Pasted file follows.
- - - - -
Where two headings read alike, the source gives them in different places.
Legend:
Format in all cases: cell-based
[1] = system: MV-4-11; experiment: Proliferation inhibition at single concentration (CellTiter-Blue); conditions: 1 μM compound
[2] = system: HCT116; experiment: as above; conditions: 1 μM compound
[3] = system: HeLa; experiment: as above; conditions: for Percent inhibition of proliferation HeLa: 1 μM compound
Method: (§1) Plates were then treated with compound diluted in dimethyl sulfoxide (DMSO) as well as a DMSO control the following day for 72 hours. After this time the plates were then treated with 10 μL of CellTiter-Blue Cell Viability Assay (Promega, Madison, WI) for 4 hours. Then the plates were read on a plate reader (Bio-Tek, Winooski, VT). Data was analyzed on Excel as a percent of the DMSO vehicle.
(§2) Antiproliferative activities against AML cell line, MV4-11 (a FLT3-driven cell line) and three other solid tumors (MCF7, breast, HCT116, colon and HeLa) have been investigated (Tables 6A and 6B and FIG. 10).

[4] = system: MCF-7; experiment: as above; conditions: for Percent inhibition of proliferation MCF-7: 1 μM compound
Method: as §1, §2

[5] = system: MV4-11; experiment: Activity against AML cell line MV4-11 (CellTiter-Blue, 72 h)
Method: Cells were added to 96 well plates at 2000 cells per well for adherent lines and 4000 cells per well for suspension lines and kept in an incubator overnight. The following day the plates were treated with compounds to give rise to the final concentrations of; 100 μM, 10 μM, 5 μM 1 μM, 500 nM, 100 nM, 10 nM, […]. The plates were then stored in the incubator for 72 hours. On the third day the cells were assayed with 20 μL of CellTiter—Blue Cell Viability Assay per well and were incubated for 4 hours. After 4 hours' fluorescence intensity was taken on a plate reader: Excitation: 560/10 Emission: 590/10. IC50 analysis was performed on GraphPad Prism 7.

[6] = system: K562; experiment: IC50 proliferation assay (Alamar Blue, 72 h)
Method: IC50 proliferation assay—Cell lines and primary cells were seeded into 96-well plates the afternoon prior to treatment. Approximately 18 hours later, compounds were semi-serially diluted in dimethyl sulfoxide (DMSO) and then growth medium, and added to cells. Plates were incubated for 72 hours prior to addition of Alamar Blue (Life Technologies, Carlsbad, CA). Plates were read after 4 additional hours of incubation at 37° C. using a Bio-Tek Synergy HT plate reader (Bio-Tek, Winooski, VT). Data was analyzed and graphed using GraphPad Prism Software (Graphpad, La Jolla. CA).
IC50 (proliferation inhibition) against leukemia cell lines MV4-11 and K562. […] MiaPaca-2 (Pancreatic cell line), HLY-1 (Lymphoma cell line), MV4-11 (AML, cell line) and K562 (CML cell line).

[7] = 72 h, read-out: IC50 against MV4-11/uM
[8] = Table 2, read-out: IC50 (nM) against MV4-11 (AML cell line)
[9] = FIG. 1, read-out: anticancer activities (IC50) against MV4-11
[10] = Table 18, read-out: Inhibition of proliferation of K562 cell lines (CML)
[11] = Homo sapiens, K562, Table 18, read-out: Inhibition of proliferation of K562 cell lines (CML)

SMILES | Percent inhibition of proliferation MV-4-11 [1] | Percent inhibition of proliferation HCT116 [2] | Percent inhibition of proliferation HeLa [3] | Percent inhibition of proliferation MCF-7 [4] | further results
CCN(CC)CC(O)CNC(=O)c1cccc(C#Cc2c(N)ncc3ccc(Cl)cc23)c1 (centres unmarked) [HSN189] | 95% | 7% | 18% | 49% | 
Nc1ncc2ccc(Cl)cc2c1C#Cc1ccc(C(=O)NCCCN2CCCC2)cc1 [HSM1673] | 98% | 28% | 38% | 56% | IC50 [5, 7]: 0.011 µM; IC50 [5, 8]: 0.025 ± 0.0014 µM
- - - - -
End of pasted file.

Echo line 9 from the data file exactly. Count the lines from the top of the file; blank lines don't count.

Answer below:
[4] = system: MCF-7; experiment: as above; conditions: for Percent inhibition of proliferation MCF-7: 1 μM compound